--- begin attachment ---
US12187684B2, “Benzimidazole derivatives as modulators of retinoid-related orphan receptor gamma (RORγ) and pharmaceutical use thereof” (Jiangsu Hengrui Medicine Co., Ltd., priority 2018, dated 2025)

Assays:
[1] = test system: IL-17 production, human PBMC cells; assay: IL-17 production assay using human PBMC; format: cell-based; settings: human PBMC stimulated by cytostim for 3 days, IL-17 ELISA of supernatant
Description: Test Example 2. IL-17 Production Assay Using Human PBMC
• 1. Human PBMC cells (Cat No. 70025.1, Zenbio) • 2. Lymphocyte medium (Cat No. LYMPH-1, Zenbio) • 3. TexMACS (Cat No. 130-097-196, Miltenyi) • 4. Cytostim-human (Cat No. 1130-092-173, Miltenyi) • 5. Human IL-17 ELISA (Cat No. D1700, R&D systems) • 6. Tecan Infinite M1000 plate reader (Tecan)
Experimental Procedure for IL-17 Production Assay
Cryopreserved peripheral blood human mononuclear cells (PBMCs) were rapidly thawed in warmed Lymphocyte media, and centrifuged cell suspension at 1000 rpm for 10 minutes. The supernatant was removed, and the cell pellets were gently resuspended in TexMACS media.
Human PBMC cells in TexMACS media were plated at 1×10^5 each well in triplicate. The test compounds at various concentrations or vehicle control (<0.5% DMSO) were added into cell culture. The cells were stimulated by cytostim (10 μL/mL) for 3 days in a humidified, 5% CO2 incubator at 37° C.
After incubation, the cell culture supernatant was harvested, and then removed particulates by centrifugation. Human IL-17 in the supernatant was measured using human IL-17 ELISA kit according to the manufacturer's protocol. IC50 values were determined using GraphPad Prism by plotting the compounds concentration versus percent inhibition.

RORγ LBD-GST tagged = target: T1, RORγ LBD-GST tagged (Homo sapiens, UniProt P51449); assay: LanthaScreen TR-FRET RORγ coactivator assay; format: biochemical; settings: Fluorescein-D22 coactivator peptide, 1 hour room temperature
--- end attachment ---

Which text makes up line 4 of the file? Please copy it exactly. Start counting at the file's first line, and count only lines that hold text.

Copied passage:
Description: Test Example 2. IL-17 Production Assay Using Human PBMC